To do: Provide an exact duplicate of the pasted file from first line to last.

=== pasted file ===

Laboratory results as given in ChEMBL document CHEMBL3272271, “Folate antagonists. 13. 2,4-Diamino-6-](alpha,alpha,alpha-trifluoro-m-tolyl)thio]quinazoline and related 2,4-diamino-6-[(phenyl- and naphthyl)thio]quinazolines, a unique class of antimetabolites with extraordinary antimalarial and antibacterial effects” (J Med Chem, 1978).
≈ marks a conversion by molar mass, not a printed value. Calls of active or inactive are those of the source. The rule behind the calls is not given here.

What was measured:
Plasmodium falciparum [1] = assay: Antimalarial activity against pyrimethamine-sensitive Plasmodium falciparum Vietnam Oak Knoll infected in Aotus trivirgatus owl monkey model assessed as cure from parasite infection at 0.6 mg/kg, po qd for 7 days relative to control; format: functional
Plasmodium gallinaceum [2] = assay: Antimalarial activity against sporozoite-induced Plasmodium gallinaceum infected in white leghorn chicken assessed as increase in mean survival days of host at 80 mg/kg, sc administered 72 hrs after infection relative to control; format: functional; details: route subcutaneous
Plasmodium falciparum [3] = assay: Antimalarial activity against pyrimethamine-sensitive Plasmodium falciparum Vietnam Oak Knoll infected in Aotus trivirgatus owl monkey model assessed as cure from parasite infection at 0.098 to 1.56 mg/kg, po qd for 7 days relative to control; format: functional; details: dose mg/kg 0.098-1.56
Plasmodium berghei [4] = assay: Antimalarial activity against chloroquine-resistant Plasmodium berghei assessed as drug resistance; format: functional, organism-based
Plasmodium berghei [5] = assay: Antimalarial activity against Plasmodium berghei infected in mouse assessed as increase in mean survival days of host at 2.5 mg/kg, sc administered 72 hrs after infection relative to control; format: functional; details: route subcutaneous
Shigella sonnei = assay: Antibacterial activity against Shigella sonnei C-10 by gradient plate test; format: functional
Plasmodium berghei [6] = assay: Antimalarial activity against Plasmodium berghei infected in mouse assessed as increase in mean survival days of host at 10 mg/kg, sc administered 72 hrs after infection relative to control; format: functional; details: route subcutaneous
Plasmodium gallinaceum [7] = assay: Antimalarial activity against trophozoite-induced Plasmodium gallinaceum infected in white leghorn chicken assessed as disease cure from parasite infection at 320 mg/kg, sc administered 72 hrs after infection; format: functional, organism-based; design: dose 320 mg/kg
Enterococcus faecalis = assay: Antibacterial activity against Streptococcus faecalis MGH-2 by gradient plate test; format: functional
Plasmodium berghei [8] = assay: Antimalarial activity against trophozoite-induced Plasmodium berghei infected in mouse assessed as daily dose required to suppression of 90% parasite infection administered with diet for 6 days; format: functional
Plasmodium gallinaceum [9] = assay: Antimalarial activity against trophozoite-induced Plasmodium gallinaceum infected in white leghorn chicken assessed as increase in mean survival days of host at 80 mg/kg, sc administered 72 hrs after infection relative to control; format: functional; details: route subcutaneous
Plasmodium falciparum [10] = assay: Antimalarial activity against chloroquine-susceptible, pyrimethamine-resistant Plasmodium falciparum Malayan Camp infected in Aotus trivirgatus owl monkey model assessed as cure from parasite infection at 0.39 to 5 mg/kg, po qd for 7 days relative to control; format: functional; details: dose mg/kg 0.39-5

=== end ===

Laboratory results as given in ChEMBL document CHEMBL3272271, “Folate antagonists. 13. 2,4-Diamino-6-](alpha,alpha,alpha-trifluoro-m-tolyl)thio]quinazoline and related 2,4-diamino-6-[(phenyl- and naphthyl)thio]quinazolines, a unique class of antimetabolites with extraordinary antimalarial and antibacterial effects” (J Med Chem, 1978).
≈ marks a conversion by molar mass, not a printed value. Calls of active or inactive are those of the source. The rule behind the calls is not given here.

What was measured:
Plasmodium falciparum [1] = assay: Antimalarial activity against pyrimethamine-sensitive Plasmodium falciparum Vietnam Oak Knoll infected in Aotus trivirgatus owl monkey model assessed as cure from parasite infection at 0.6 mg/kg, po qd for 7 days relative to control; format: functional
Plasmodium gallinaceum [2] = assay: Antimalarial activity against sporozoite-induced Plasmodium gallinaceum infected in white leghorn chicken assessed as increase in mean survival days of host at 80 mg/kg, sc administered 72 hrs after infection relative to control; format: functional; details: route subcutaneous
Plasmodium falciparum [3] = assay: Antimalarial activity against pyrimethamine-sensitive Plasmodium falciparum Vietnam Oak Knoll infected in Aotus trivirgatus owl monkey model assessed as cure from parasite infection at 0.098 to 1.56 mg/kg, po qd for 7 days relative to control; format: functional; details: dose mg/kg 0.098-1.56
Plasmodium berghei [4] = assay: Antimalarial activity against chloroquine-resistant Plasmodium berghei assessed as drug resistance; format: functional, organism-based
Plasmodium berghei [5] = assay: Antimalarial activity against Plasmodium berghei infected in mouse assessed as increase in mean survival days of host at 2.5 mg/kg, sc administered 72 hrs after infection relative to control; format: functional; details: route subcutaneous
Shigella sonnei = assay: Antibacterial activity against Shigella sonnei C-10 by gradient plate test; format: functional
Plasmodium berghei [6] = assay: Antimalarial activity against Plasmodium berghei infected in mouse assessed as increase in mean survival days of host at 10 mg/kg, sc administered 72 hrs after infection relative to control; format: functional; details: route subcutaneous
Plasmodium gallinaceum [7] = assay: Antimalarial activity against trophozoite-induced Plasmodium gallinaceum infected in white leghorn chicken assessed as disease cure from parasite infection at 320 mg/kg, sc administered 72 hrs after infection; format: functional, organism-based; design: dose 320 mg/kg
Enterococcus faecalis = assay: Antibacterial activity against Streptococcus faecalis MGH-2 by gradient plate test; format: functional
Plasmodium berghei [8] = assay: Antimalarial activity against trophozoite-induced Plasmodium berghei infected in mouse assessed as daily dose required to suppression of 90% parasite infection administered with diet for 6 days; format: functional
Plasmodium gallinaceum [9] = assay: Antimalarial activity against trophozoite-induced Plasmodium gallinaceum infected in white leghorn chicken assessed as increase in mean survival days of host at 80 mg/kg, sc administered 72 hrs after infection relative to control; format: functional; details: route subcutaneous
Plasmodium falciparum [10] = assay: Antimalarial activity against chloroquine-susceptible, pyrimethamine-resistant Plasmodium falciparum Malayan Camp infected in Aotus trivirgatus owl monkey model assessed as cure from parasite infection at 0.39 to 5 mg/kg, po qd for 7 days relative to control; format: functional; details: dose mg/kg 0.39-5